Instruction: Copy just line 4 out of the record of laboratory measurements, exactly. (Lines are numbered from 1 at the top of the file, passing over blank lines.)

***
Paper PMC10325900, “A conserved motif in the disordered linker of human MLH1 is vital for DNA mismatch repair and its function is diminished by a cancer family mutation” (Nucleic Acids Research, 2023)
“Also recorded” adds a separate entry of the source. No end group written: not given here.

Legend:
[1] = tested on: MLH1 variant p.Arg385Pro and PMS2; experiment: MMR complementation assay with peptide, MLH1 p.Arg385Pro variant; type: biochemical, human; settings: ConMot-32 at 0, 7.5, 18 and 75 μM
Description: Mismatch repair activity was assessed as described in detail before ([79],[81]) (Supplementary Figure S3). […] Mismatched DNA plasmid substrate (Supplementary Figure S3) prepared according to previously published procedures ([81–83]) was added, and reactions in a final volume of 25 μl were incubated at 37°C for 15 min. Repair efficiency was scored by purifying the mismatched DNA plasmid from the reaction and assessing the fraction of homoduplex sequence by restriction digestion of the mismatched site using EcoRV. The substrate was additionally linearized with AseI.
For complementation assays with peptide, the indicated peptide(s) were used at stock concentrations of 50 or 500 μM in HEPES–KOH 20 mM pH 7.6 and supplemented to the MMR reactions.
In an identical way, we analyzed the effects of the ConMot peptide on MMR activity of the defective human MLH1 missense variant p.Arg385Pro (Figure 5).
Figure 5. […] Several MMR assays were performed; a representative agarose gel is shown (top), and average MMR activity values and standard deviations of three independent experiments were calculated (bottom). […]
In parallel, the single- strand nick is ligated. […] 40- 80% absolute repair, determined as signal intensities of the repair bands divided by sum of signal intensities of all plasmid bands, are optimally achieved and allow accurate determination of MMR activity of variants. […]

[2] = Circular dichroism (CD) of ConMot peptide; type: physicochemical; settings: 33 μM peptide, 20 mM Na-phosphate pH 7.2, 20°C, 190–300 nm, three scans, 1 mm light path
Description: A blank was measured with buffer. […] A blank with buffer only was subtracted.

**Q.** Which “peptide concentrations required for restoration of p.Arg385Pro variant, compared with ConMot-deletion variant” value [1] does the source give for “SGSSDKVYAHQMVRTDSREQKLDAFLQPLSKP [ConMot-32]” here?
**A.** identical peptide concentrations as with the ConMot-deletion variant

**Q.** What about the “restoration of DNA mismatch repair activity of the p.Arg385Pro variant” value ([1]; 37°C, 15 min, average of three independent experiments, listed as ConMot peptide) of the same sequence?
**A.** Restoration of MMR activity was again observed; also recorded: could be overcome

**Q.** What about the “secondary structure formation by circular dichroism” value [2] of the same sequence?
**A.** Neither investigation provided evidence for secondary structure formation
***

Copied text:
[1] = tested on: MLH1 variant p.Arg385Pro and PMS2; experiment: MMR complementation assay with peptide, MLH1 p.Arg385Pro variant; type: biochemical, human; settings: ConMot-32 at 0, 7.5, 18 and 75 μM